By Claire Aitchison
As I go to post this blog, I realise it’s Valentine’s Day – perhaps in this blog you’ll pick up some hints for improving your relationship with those who read your writing…
Most writers acknowledge the benefits of having a reading audience of one kind or another. Certainly those who see academic writing as social practice are acutely aware of the importance of readers for the doing of writing – and for its reception.
But not all readers are equal, nor is all feedback. Consider for a minute the difference between the kind of response you would expect from these different readers: a friendly academic colleague, a research supervisor/adviser, an examiner, a writing buddy or writing group peer, an anonymous scholarly reviewer, a spouse. Each of these comprises different power relations, whereby roles, identities and expectations are modified according to relationships and socially mediated practices associated with not only the written text, but also the context in which the reading takes place.
Sometimes feedback practices, roles and procedures are explicit, perhaps even regulated. For example, the work of a PhD examiner occurs within a framework whereby the reader is instructed to make particular judgements (typically about the contribution to knowledge, knowledge of the field, research expertise and so on). Their interaction with the text has a pre-determined purpose that is independent of both the writer and the reader. Similarly, on submitting a manuscript to a journal or a grant application to a funding body, the writer submits themselves and their writing to a feedback process defined by pre-existing ‘rules’ over which they have very little control. In both these instances, presumably, the writer sends well-prepared, mature work for feedback. Feedback is more summative (ie at the completion of the task) than formative (during the development of the text). The reader’s role is mostly gatekeeper, examiner; rarely helper, teacher, mentor. (Of course in practice, it isn’t necessarily so clear-cut).
By contrast, when we receive feedback from people known to us, we’re perhaps able to have some influence on the process, the ‘rules’ are likely to be more flexible and the intention is developmental rather than summative. (Although perhaps not – I have heard doctoral students say their harshest critic is their spouse, parent or child!) In such relatively informal situations, a common understanding of the purposes or practices of feedback can’t be assumed.
Feedback will differ not only according to the context, but also according to the skills and knowledge of the reader themselves; comments from one’s neighbour are likely to be quite different from those of a disciplinary colleague. In doctoral study, supervisors are generally designated feedback-givers but that doesn’t preclude students seeking other, additional reviewers of their writing. Sometimes we are lucky enough to have one reader who is sufficiently skilled to meet all our needs – someone who can give feedback on the big stuff (the quality of the ideas, the argument, knowledge of the field and so on), as well as critique sentence level issues.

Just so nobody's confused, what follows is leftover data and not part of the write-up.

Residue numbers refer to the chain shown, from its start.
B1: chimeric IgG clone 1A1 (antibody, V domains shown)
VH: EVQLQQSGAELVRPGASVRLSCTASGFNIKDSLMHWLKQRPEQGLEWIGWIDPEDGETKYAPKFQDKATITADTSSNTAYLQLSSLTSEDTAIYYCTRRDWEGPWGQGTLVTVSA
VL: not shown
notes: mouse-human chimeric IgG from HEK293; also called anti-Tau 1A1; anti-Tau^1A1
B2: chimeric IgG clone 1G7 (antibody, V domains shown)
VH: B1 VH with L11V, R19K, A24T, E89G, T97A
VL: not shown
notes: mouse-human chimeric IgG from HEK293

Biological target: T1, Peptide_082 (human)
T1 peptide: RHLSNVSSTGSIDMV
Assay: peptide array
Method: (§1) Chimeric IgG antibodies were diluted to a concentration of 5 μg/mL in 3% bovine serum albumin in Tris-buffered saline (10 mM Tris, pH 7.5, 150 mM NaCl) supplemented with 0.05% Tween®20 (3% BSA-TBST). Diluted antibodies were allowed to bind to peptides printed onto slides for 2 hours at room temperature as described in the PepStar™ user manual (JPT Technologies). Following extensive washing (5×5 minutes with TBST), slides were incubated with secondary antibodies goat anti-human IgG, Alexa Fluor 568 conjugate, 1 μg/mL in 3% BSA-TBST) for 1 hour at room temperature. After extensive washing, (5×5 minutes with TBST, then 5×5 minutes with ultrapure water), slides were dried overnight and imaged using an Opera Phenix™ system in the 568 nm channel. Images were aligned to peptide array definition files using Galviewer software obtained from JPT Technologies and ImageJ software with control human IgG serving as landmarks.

You (mostly) get what you ask for. Hardly a revelation; and yet I am often surprised by how passive some writers are about the whole feedback cycle. The response you can expect from soliciting open, undirected feedback (eg What you think of this?) is anyone’s guess. There are times when this kind of impressionistic feedback is just what we want, but undirected requests, especially in combination with limited information about the manuscript, can be unhelpful for the author and frustrating for the reviewer.
There is much to be gained from directing feedback, especially at particular points in the process of constructing a manuscript, and especially for novice writers. Being an active feedback seeker means coming to know our own writerly habits, strengths and needs – and learning how these change over time. Being a pro-active feedback seeker sharpens our awareness of audience because it makes us write for, and seek a response from, a particular person.
Feedback will also vary according to the writing submitted. Often a first draft has unclear ideas and imperfect grammar and punctuation. Typically such early writing benefits most from feedback on the evolving ideas. In the absence of specific guidance, however, the reader may focus on sentence level matters, again causing frustration for both parties.
In writing groups we’ve established a practice whereby authors are expected to provide three pieces of information to guide their reviewers: 1. an indication of the maturity of the writing (eg first, middle or final draft); 2. the nature of the text (eg part of a chapter, introduction to a journal article etc); 3. the kind of feedback being sought (eg flow, argument, use of evidence, etc).
It’s not always easy or possible, but some students have reported benefitting from incorporating these kinds of informational and agentic strategies for directing feedback when working with their supervisors.
You may also enjoy this blog by Cassily Charles on the Thesis Whisperer about the student-supervisor feedback cycle. Or you may be able to recommend other blogs or personal practices you have found improve the chances of getting useful feedback.